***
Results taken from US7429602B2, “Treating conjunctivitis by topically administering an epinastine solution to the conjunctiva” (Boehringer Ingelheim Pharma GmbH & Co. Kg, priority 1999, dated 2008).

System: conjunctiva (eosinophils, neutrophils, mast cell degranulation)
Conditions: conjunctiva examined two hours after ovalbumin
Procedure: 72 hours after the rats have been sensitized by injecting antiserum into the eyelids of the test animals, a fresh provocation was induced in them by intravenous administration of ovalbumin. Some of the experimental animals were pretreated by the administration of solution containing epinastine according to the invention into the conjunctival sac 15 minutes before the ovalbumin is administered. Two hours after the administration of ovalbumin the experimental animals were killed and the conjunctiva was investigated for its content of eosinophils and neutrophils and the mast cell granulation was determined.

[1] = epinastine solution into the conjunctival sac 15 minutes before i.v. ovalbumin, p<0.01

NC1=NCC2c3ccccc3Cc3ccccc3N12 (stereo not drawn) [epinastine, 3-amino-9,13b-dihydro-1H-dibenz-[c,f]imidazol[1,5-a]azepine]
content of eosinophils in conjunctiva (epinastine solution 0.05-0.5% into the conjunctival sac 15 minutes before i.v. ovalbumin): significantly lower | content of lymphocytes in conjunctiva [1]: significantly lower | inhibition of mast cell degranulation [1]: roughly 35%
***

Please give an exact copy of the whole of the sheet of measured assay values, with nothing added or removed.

Results taken from US7429602B2, “Treating conjunctivitis by topically administering an epinastine solution to the conjunctiva” (Boehringer Ingelheim Pharma GmbH & Co. Kg, priority 1999, dated 2008).

System: conjunctiva (eosinophils, neutrophils, mast cell degranulation)
Conditions: conjunctiva examined two hours after ovalbumin
Procedure: 72 hours after the rats have been sensitized by injecting antiserum into the eyelids of the test animals, a fresh provocation was induced in them by intravenous administration of ovalbumin. Some of the experimental animals were pretreated by the administration of solution containing epinastine according to the invention into the conjunctival sac 15 minutes before the ovalbumin is administered. Two hours after the administration of ovalbumin the experimental animals were killed and the conjunctiva was investigated for its content of eosinophils and neutrophils and the mast cell granulation was determined.

[1] = epinastine solution into the conjunctival sac 15 minutes before i.v. ovalbumin, p<0.01

NC1=NCC2c3ccccc3Cc3ccccc3N12 (stereo not drawn) [epinastine, 3-amino-9,13b-dihydro-1H-dibenz-[c,f]imidazol[1,5-a]azepine]
content of eosinophils in conjunctiva (epinastine solution 0.05-0.5% into the conjunctival sac 15 minutes before i.v. ovalbumin): significantly lower | content of lymphocytes in conjunctiva [1]: significantly lower | inhibition of mast cell degranulation [1]: roughly 35%